Thursday, April 7, 2016

The McCoy Tyner Trio - Inception & Reaching Fourth (1962)

This set combines two of pianist McCoy Tyner's early-'60s LPs for Impulse! Records, 1962’s Inception, which finds Tyner as part of a trio with bassist Art Davis and drummer Elvin Jones, and 1963’s Reaching Fourth, which features him in another trio, this time with bassist Henry Grimes and drummer Roy Haynes. The two LPs fit well together, spotlighting Tyner's early style, which was sparer and arguably less powerful than his later work with the John Coltrane Quartet.
Steve Leggett

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Those familiar with the dense, percussive style that pianist McCoy Tyner has cultivated since the 1970s onwards may be surprised by what they hear on Inception. Like Reaching Fourth and Nights of Ballads and Blues, this album gives listeners the chance to hear what a very young Tyner sounded like outside the confines of the classic John Coltrane quartet of the early '60s ; it reveals a lyrical approach to jazz piano that seems a far cry from Tyner's mature style. The choice of material is fairly evenly split between modal pieces like "Inception" and more harmonically involved tunes like "Speak Low," and the pianist's treatment of both demonstrates the extent to which his early work was rooted in bebop. Tyner had yet to develop the massive orchestral sound and highly distinctive vocabulary of modal licks that would mark his later style, and throughout this album he spins dizzyingly long and singing lines with an exquisitely light touch. The irresistible rush of forward momentum that he maintains on tracks like "Effendi" and "Blues for Gwen" is breathtaking, and there is an exuberant, almost athletic quality to much of his solo work. Bassist Art Davis and drummer Elvin Jones provide superb accompaniment throughout, and they lay a solid rhythmic foundation for Tyner's sparkling melodic flights. The pianist's penchant for drama, which asserts itself more strongly in his later work, is on brief display in the original ballad "Sunset" ; his skills as an arranger, though evident on several tracks, are perhaps best illustrated by the intricate contrapuntal treatment of "There Is No Greater Love."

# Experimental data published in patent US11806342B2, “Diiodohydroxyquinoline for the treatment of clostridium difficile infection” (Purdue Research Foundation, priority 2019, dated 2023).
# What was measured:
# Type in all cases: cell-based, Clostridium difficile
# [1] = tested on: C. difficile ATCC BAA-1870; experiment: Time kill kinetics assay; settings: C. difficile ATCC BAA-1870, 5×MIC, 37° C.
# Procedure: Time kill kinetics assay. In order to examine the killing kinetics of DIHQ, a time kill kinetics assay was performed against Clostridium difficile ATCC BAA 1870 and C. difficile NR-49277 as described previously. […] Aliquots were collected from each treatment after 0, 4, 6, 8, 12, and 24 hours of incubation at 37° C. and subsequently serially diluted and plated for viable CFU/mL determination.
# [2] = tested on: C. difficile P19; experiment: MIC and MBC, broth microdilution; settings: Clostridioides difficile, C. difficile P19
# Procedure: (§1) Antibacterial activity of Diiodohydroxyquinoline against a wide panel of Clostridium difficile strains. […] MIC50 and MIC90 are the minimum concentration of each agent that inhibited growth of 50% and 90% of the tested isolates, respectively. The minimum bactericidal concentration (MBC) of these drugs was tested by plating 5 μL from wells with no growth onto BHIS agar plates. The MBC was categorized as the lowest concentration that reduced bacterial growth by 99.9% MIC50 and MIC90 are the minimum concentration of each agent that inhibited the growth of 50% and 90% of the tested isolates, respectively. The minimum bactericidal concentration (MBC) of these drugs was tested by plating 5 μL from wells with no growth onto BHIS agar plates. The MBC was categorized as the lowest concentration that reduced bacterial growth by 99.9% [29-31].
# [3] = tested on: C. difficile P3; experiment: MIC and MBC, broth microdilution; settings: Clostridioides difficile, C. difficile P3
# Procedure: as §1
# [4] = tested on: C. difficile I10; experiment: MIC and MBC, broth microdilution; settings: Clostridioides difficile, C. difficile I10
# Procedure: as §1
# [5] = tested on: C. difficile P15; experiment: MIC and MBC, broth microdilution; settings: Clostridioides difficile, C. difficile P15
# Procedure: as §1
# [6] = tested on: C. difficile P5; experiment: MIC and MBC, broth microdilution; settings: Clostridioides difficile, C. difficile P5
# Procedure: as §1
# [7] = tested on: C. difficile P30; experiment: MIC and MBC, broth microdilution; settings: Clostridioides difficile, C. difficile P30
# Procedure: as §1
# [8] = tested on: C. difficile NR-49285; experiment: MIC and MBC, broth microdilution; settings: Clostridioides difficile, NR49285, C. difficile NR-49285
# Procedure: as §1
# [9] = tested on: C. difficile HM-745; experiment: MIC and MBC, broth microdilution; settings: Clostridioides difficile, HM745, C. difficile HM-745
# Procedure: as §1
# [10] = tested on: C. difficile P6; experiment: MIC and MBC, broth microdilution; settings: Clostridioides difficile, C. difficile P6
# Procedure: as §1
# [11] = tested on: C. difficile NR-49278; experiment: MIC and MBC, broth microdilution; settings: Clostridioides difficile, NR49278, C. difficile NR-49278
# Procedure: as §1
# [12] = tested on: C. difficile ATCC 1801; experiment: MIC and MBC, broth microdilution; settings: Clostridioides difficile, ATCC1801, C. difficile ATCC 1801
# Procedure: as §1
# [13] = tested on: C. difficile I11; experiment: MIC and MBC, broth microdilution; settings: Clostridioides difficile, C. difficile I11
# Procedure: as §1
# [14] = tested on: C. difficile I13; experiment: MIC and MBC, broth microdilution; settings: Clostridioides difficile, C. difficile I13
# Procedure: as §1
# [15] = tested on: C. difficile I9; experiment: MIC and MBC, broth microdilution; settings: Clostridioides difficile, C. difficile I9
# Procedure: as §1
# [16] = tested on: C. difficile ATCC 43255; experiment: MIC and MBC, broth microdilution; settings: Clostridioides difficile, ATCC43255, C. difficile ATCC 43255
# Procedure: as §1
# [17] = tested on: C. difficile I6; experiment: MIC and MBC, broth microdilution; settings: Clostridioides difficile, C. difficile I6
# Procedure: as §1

Alexander Gelfand

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McCoy Tyner
Reaching Fourth


1 Inception (Tyner)  4:28
2 There Is No Greater Love (Jones, Symes)  6:21
3 Blues for Gwen (Tyner)  4:27
4 Sunset (Tyner)  4:41
5 Effendi (Tyner)  6:39
6 Speak Low (Nash, Weill)  6:18
7 Reaching Fourth (Tyner)  4:21
8 Goodbye (Jenkins)  5:46
9 Theme for Ernie (Lacey)  6:00
10 Blues Back (Tyner)  6:54
11 Old Devil Moon [From Finian's Rainbow] (Harburg, Lane)  7:27
12 Have You Met Miss Jones [From I'd Rather Be Right] (Hart, Rodgers)  3:47


[# 1-6]
McCoy Tyner - p
Art Davis - b
Elvin Jones - dr
Recorded in Englewood Cliffs, New Jersey ; January 10 [# 1, 4 & 5] & 11 [# 2, 3 & 6], 1962
[# 1-6]
McCoy Tyner - p
Henri Grimes - b
Roy Haynes - dr
Recorded in Englewood Cliffs, New Jersey ; November 14, 1962

Pianist McCoy Tyner's second set as a leader has as of 1996 not been reissued on CD. Featured in a trio with bassist Henry Grimes and drummer Roy Haynes, Tyner performs two of his originals ("Reaching Fourth" and "Blues Back") plus three standards and "Theme For Ernie." One of the two most original and influential pianists to fully emerge in the 1960s (along with Bill Evans), McCoy Tyner's unique chord voicings and ease at playing creatively over vamps pushed the evolution of jazz piano forward quite a bit. This outing, although not as intense as his work with the John Coltrane Quartet, is generally memorable and still sounds quite viable 35 years later.
Scott Yanow

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deGallo said...

Thank you. I had these as mp3 so a very appreciated upgrade.

Quibus said...

thanks for these rather underrated Tyner sessions.

Sebastián Salinas said...

Password please!

Melanchthon said...

Pedro del Castillo Alonso said...

Thank you very much

Doug said...

Wow ... thanks.

Gaetano Bevilacqua said...

Many thanx

Pee said...

Loving all of the McCoy Tyner albums, thank you.

Anonymous said...

Thanks for Tyner, MM, love all of his music, early or late.

Jazzsoulman said...

Thank You